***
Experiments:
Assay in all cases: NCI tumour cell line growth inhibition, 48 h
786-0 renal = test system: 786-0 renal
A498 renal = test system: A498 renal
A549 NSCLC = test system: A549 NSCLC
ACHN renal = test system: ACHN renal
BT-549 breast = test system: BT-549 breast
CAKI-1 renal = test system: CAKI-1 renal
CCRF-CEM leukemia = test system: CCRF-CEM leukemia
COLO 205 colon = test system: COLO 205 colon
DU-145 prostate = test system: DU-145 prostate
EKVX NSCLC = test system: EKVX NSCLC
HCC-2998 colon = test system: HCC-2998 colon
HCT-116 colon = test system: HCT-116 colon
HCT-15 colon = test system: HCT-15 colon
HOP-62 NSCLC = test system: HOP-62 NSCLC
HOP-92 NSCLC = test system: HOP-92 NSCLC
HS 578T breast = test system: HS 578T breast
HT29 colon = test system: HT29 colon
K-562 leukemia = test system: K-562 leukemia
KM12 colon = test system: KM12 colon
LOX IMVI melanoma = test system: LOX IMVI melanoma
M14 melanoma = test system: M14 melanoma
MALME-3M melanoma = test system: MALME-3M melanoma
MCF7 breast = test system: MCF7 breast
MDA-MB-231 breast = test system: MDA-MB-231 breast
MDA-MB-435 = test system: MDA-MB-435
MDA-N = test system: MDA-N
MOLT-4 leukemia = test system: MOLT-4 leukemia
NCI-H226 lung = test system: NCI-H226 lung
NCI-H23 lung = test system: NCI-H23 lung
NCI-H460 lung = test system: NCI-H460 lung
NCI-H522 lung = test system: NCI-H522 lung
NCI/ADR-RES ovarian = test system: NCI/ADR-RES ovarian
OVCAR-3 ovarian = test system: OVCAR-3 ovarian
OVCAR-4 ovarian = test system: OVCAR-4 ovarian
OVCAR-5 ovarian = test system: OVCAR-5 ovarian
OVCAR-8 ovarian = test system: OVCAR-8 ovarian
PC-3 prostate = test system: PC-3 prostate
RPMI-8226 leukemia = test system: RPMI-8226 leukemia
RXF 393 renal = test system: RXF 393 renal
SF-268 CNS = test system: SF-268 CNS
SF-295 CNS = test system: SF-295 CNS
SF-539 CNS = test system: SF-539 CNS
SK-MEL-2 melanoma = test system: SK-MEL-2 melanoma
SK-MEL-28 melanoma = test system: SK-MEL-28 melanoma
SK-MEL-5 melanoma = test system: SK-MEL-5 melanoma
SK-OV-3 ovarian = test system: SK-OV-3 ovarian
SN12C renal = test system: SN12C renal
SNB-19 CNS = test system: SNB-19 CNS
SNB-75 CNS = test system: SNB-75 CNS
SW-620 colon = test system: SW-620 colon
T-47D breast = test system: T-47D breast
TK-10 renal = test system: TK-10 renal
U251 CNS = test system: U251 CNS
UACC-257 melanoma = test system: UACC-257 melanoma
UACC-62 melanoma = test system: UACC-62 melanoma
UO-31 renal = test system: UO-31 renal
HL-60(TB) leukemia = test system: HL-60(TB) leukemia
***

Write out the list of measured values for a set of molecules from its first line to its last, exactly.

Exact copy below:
Experiments:
Assay in all cases: NCI tumour cell line growth inhibition, 48 h
786-0 renal = test system: 786-0 renal
A498 renal = test system: A498 renal
A549 NSCLC = test system: A549 NSCLC
ACHN renal = test system: ACHN renal
BT-549 breast = test system: BT-549 breast
CAKI-1 renal = test system: CAKI-1 renal
CCRF-CEM leukemia = test system: CCRF-CEM leukemia
COLO 205 colon = test system: COLO 205 colon
DU-145 prostate = test system: DU-145 prostate
EKVX NSCLC = test system: EKVX NSCLC
HCC-2998 colon = test system: HCC-2998 colon
HCT-116 colon = test system: HCT-116 colon
HCT-15 colon = test system: HCT-15 colon
HOP-62 NSCLC = test system: HOP-62 NSCLC
HOP-92 NSCLC = test system: HOP-92 NSCLC
HS 578T breast = test system: HS 578T breast
HT29 colon = test system: HT29 colon
K-562 leukemia = test system: K-562 leukemia
KM12 colon = test system: KM12 colon
LOX IMVI melanoma = test system: LOX IMVI melanoma
M14 melanoma = test system: M14 melanoma
MALME-3M melanoma = test system: MALME-3M melanoma
MCF7 breast = test system: MCF7 breast
MDA-MB-231 breast = test system: MDA-MB-231 breast
MDA-MB-435 = test system: MDA-MB-435
MDA-N = test system: MDA-N
MOLT-4 leukemia = test system: MOLT-4 leukemia
NCI-H226 lung = test system: NCI-H226 lung
NCI-H23 lung = test system: NCI-H23 lung
NCI-H460 lung = test system: NCI-H460 lung
NCI-H522 lung = test system: NCI-H522 lung
NCI/ADR-RES ovarian = test system: NCI/ADR-RES ovarian
OVCAR-3 ovarian = test system: OVCAR-3 ovarian
OVCAR-4 ovarian = test system: OVCAR-4 ovarian
OVCAR-5 ovarian = test system: OVCAR-5 ovarian
OVCAR-8 ovarian = test system: OVCAR-8 ovarian
PC-3 prostate = test system: PC-3 prostate
RPMI-8226 leukemia = test system: RPMI-8226 leukemia
RXF 393 renal = test system: RXF 393 renal
SF-268 CNS = test system: SF-268 CNS
SF-295 CNS = test system: SF-295 CNS
SF-539 CNS = test system: SF-539 CNS
SK-MEL-2 melanoma = test system: SK-MEL-2 melanoma
SK-MEL-28 melanoma = test system: SK-MEL-28 melanoma
SK-MEL-5 melanoma = test system: SK-MEL-5 melanoma
SK-OV-3 ovarian = test system: SK-OV-3 ovarian
SN12C renal = test system: SN12C renal
SNB-19 CNS = test system: SNB-19 CNS
SNB-75 CNS = test system: SNB-75 CNS
SW-620 colon = test system: SW-620 colon
T-47D breast = test system: T-47D breast
TK-10 renal = test system: TK-10 renal
U251 CNS = test system: U251 CNS
UACC-257 melanoma = test system: UACC-257 melanoma
UACC-62 melanoma = test system: UACC-62 melanoma
UO-31 renal = test system: UO-31 renal
HL-60(TB) leukemia = test system: HL-60(TB) leukemia